Bill shielding some lawyers from FTC ‘red flag rule’ headed
By Alex De Grand, Legal
Writer, State Bar of Wisconsin
Oct. 27, 2009 – A bill to exclude some lawyers from the Federal
Trade Commission’s anti-identity theft “red flag rule” has passed the U.S. House of
Representatives and awaits action in the Senate.
The “red flag rule” is part of the Fair and Accurate Credit Transactions Act of 2003
(FACTA), a congressional response to spikes in reported identity
theft. Those subject to the rule are expected to implement a written
policy specifying how they will watch for the warning signs that
indicate an identity theft may be occurring and how they will respond to
prevent or mitigate the crime if uncovered.
As the law currently stands, the “red flag rule”
reaches “creditors” and financial institutions who maintain
consumer-type accounts or other accounts at reasonable risk of identity
theft. As interpreted by the FTC, the term “creditors”
encompasses professionals such as lawyers and doctors who defer payment
of a client’s bill.
But on Oct. 20, the House of Representatives voted in favor of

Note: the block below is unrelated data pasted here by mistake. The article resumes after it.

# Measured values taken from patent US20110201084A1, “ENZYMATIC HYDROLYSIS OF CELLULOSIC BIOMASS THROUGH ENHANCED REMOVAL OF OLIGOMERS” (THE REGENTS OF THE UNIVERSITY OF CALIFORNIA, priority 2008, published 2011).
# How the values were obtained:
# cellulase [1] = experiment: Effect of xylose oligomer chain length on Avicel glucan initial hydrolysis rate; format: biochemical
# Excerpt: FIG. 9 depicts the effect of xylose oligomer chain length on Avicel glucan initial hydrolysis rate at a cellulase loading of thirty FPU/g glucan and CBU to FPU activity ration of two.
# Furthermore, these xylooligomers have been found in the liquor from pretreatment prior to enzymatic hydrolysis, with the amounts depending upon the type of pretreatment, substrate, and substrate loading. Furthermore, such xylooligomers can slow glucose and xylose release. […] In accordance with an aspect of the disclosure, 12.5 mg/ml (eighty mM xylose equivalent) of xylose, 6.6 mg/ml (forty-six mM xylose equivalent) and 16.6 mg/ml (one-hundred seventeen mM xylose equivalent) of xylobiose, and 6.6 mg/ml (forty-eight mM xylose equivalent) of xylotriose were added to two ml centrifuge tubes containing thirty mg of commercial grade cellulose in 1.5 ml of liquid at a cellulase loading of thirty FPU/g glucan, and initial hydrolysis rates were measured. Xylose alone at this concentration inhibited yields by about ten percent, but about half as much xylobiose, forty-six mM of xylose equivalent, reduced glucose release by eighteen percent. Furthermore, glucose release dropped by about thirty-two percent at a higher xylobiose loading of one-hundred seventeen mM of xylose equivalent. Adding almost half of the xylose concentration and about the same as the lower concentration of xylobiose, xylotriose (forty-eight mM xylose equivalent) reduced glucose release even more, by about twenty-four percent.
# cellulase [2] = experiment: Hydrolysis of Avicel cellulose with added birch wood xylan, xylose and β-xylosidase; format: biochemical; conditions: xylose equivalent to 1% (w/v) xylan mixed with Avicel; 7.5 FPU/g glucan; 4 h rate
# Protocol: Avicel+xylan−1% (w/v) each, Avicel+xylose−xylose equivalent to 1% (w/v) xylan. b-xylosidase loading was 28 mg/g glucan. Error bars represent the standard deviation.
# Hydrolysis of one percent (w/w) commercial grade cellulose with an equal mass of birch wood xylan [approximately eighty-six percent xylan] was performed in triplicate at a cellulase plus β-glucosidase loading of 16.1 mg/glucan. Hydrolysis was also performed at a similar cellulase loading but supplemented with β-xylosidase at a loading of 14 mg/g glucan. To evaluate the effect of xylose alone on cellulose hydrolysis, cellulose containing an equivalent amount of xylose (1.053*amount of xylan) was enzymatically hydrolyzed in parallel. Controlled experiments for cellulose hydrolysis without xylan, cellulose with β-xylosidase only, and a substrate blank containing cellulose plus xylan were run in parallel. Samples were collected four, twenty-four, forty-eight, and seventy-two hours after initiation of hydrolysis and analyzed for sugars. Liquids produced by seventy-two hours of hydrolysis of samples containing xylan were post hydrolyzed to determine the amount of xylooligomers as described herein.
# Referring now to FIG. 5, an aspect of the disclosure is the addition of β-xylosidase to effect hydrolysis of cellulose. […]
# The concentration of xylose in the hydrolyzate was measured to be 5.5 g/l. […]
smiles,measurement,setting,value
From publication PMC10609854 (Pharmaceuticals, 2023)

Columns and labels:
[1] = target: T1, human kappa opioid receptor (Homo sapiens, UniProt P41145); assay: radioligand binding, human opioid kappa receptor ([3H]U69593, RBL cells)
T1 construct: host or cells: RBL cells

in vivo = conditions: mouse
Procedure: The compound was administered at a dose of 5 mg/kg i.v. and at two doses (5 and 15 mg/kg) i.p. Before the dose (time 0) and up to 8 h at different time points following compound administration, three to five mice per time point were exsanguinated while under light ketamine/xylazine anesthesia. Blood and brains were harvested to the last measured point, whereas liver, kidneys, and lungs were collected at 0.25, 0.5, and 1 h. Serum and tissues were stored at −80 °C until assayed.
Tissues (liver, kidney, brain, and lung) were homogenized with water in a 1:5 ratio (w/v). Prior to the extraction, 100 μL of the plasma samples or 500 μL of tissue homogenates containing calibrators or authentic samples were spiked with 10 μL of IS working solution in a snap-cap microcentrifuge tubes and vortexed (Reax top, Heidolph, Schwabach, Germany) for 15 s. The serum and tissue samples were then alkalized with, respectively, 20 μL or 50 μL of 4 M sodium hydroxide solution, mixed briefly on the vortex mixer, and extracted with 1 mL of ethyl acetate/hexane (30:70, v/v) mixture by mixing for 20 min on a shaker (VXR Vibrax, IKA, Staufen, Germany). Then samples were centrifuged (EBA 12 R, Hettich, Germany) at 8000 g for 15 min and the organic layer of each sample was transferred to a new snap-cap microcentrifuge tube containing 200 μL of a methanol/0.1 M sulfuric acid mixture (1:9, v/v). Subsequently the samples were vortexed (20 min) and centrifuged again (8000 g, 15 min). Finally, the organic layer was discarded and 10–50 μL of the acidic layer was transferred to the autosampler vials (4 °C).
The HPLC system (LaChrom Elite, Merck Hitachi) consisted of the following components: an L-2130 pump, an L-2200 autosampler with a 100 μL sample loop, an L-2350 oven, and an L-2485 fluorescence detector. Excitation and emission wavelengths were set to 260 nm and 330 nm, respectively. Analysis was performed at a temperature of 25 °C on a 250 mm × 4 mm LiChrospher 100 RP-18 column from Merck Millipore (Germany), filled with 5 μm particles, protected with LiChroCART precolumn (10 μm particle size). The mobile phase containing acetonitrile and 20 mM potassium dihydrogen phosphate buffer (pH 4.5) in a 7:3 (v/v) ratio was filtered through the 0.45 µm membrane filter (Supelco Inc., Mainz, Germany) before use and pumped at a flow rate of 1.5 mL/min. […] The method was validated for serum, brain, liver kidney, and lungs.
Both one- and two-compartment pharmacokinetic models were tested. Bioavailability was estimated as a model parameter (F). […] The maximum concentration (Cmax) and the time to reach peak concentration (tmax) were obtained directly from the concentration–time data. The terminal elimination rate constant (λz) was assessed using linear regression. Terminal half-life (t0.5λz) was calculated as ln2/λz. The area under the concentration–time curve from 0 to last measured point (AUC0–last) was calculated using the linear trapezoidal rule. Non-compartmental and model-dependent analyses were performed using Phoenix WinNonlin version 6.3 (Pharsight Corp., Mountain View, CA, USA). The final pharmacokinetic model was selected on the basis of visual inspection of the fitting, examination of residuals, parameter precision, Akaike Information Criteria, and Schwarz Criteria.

3763 to exclude from the meaning of “creditor” any
health care practice, accounting practice, or legal practice with 20 or
fewer employees. The bill also excludes any other business which the FTC
determines: (1) knows all its customers or clients individually; (2)
only performs services in or around the residences of its customers; or
(3) has not experienced incidents of identity theft, and identity theft
is rare for businesses of that type.
The House bill passed on a roll call vote of 400 to zero. All eight of
Wisconsin’s House members voted in favor of the bill.
Following House action, the bill was received in the Senate and
referred to the Committee
on Banking, Housing, and Urban Affairs. Wisconsin Senator Herb Kohl (D) is a member of that
required to protect personal information under new federal rule
(April 1, 2009)
delays enforcement of ‘Red Flags Rule’ requiring creditors
and financial institutions to identity theft prevention programs
(May 1, 2009)
Bar of Wisconsin and ABA continue to push for exclusion from pending FTC
identity theft 'Red Flags Rule' (July 8, 2009)
needed with efforts to delay “Red Flags Rule” implementation
on August 1 (July 28, 2009)